The crew of the US Coast Guard Cutter Sherman unloaded roughly 11 tons of cocaine in San Diego on August 18. The haul was the result of seizures performed by USCG Cutters Alert, Reliance, Sherman, Tampa, and Vigorous in the eastern Pacific from mid-June through July.
The Coast Guard stopped a semi-submersible craft carrying nearly 6.5 tons of cocaine earlier this year. About 90% of the cocaine used in the US is smuggled through the Central America/Mexico corridor, and 2.2 pounds of the drug can be worth up to $150,000 once it is broken down, diluted, and resold on US streets.
Watch the unloading video below:
The drug shipments were intercepted in international waters off the coast of South America, which is a major cocaine production area, and of Central America, which has become a major drug transshipment point in recent years.
The eastern Pacific Ocean has become an important thoroughfare for illegal narcotics produced in South America and headed for the US and points elsewhere.
Latin American criminal organizations often coordinate to move shipments north from the Pacific Coasts of Peru, Ecuador, and Colombia (which produces the most coca in the world), to destinations in Central America, particularly Guatemala, and parts of Mexico’s west coast.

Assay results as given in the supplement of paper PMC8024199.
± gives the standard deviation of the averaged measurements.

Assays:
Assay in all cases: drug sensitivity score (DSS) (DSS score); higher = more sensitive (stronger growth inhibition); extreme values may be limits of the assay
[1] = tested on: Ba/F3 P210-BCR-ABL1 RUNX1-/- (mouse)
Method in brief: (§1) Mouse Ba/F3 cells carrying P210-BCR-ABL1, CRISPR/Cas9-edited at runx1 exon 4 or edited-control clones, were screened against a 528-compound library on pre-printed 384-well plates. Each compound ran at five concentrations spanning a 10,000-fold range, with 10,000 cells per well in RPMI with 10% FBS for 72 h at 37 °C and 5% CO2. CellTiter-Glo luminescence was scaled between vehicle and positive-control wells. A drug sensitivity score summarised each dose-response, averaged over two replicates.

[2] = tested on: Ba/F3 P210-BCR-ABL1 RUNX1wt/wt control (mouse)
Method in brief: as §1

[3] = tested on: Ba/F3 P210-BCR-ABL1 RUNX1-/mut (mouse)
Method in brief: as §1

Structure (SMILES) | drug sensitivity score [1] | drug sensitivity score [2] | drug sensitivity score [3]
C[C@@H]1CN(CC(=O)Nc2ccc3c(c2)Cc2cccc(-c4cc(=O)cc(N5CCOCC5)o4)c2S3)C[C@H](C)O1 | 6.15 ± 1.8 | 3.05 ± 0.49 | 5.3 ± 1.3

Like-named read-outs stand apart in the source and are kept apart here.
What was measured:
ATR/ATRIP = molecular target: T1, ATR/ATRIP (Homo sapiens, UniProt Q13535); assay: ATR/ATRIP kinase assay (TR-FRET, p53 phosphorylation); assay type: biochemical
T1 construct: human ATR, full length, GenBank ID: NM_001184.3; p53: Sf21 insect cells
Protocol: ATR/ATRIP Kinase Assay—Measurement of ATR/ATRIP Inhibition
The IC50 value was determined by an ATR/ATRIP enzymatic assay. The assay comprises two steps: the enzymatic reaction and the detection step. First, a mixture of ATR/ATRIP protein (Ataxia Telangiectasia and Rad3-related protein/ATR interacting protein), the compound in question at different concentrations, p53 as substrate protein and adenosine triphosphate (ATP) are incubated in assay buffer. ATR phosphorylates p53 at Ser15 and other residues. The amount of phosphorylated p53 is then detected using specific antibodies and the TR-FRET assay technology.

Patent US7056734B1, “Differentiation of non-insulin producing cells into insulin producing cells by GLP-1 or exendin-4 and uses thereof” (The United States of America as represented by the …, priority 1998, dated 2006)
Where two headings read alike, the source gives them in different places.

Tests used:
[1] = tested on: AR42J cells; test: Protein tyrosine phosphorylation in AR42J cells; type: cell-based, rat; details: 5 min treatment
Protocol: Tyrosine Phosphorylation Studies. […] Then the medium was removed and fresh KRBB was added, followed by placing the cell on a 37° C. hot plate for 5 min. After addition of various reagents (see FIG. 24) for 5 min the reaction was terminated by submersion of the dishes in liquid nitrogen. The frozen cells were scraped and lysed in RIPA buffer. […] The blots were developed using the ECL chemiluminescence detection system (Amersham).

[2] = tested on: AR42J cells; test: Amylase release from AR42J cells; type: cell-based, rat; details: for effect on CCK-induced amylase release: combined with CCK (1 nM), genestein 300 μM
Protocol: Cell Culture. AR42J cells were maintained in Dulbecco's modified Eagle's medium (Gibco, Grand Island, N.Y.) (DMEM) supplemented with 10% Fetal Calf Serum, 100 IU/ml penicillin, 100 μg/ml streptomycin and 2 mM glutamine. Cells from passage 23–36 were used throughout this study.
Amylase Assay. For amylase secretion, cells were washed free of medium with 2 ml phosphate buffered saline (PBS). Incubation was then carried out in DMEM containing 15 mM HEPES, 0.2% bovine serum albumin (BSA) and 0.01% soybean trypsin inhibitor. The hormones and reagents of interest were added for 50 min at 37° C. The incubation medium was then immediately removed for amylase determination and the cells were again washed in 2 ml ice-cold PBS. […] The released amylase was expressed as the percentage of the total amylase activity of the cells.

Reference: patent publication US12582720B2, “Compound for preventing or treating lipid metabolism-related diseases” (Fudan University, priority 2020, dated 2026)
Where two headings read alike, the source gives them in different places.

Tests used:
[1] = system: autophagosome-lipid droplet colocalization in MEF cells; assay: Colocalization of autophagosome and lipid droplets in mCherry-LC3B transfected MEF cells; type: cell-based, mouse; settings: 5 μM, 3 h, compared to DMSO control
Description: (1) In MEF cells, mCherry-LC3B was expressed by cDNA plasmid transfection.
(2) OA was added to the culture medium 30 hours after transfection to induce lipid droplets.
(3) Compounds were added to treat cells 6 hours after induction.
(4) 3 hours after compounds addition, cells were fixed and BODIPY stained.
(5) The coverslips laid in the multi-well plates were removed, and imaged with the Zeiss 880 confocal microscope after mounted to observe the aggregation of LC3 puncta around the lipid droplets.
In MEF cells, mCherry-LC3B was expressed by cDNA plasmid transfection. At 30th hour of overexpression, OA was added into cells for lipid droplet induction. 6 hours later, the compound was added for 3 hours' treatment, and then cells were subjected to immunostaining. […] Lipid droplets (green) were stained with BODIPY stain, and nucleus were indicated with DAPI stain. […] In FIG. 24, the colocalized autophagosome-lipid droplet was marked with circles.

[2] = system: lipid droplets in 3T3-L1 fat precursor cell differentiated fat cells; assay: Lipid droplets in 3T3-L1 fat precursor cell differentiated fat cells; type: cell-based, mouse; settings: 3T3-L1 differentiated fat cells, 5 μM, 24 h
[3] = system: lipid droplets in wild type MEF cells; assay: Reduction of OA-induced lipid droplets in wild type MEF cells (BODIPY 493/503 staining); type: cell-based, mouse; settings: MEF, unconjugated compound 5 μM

Mexico’s Pacific ports and other coastal areas have also become areas of competition for that country’s drug cartels, driving violence up.
In March this year, Admiral Kurt Tidd, head of US forces operating in Central and South America, told lawmakers that US forces were ill-prepared to meet the goal of interdicting 40% of the illegal traffic moving from the region toward the US.
“I do not have the ships; I do not have the aircraft, to be able to execute the detection-monitoring mission to the level that has been established for us to achieve,” Tidd said at the time.